There, my knowledge and comprehension of contemporary museology expanded enormously. I learned about decolonisation and repatriation, activism and social justice, and my understanding of digital technology has evolved and broadened.
This opportunity to see different perspectives, face new challenges and imagine solutions is what excites me about being part of the museum community. My knowledge, perceptions and critical thinking can grow together with a sector that has to respond to continuous change.
In particular, the pandemic has put the spotlight on the digital culture and infrastructure of our organisations, capturing the tangible and hidden issues. It will be crucial to collectively rethink our understanding and relationship with digital.
I aim to continue my studies around digital transformation and apply the knowledge and experiences I have gained to conduct research and projects that can help institutions reimagine their work and organisation.
My summer placement was very constructive in this area. I worked at Barker Langham, a cultural consultancy that develops projects for museums, cultural organisations, national and local authorities worldwide. It boasts an international, diverse and interdisciplinary team of which I immediately became part. I took part in different live projects for which I conducted research of various kinds.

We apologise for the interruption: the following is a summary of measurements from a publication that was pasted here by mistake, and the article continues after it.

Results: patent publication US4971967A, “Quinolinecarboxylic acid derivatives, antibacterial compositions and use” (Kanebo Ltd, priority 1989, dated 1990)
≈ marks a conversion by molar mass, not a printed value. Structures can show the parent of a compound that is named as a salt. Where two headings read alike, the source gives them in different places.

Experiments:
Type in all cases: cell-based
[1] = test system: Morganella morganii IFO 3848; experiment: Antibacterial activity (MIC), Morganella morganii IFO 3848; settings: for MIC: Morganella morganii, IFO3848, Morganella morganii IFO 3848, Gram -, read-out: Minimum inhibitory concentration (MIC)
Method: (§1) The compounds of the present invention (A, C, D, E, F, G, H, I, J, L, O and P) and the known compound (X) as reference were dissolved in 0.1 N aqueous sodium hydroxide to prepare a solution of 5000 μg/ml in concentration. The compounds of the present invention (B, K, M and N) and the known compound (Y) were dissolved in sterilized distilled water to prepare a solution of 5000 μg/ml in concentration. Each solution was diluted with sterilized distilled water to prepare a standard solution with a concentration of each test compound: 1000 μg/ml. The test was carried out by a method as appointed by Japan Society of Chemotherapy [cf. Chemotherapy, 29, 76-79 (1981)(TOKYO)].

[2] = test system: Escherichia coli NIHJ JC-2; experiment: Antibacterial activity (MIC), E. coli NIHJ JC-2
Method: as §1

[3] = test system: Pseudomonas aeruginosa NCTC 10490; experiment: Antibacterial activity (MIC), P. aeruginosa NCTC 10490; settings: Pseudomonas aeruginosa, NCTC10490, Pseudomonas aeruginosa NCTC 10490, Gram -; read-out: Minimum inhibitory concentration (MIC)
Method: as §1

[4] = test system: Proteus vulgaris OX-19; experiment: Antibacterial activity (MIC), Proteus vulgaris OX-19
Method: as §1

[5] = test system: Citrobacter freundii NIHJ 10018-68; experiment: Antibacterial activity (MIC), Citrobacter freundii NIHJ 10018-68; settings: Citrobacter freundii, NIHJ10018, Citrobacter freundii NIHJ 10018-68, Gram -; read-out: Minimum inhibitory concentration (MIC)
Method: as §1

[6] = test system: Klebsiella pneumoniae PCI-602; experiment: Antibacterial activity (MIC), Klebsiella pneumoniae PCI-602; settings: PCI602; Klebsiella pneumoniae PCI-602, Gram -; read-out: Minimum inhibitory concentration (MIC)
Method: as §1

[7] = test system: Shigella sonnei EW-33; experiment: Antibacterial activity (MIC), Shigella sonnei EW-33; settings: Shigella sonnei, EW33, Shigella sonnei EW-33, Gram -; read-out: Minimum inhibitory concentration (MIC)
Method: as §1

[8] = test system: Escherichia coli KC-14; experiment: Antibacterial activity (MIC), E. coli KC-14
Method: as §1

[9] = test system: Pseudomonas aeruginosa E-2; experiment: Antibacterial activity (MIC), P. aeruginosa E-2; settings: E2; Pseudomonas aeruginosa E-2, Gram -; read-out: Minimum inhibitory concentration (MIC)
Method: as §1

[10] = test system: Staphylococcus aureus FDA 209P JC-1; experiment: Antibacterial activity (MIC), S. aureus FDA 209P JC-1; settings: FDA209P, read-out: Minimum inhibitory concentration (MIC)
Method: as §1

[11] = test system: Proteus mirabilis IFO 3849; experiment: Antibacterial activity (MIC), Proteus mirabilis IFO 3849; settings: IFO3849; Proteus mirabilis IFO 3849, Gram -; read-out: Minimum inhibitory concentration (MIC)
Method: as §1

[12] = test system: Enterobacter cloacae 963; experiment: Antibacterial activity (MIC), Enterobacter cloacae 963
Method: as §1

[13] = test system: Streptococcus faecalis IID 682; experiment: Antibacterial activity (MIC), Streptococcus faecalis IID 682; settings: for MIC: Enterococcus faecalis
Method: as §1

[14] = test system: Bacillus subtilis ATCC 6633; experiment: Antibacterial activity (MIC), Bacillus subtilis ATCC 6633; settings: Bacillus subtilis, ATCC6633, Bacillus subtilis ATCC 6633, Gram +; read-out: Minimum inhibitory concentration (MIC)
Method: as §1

I enjoyed working on a wide variety of tasks and projects. The dynamic and complex workflow helped me refine and develop several key skills for the sector and gave me a comprehensive understanding of project planning that will be essential in my future career.
Furthermore, the open-mindedness of the teams encouraged me to think outside the box and to bring new perspectives on the table. As I got more involved in the consultancy’s work, I engaged in great conversations with many colleagues, shared ideas and finally overcame the challenges of working remotely.
Reflecting on my overall experience, I learned more than I expected to. At Barker Langham, I found an environment that ensures open communication, sustains collaborative practice, and looks after people’s wellbeing by organising informal community activities to encourage socialising. This experience really set an example of the organisational culture I would like to foster and create.
I hope to continue my professional and personal growth in an environment and community that will be more conscious in recognising people’s value, job and wellbeing in order to generate virtuous behaviours as we enter the next phase.
Although the pivot towards digital happened overnight and was disruptive for many, we now need to support each other in moving further together and reshaping our sector.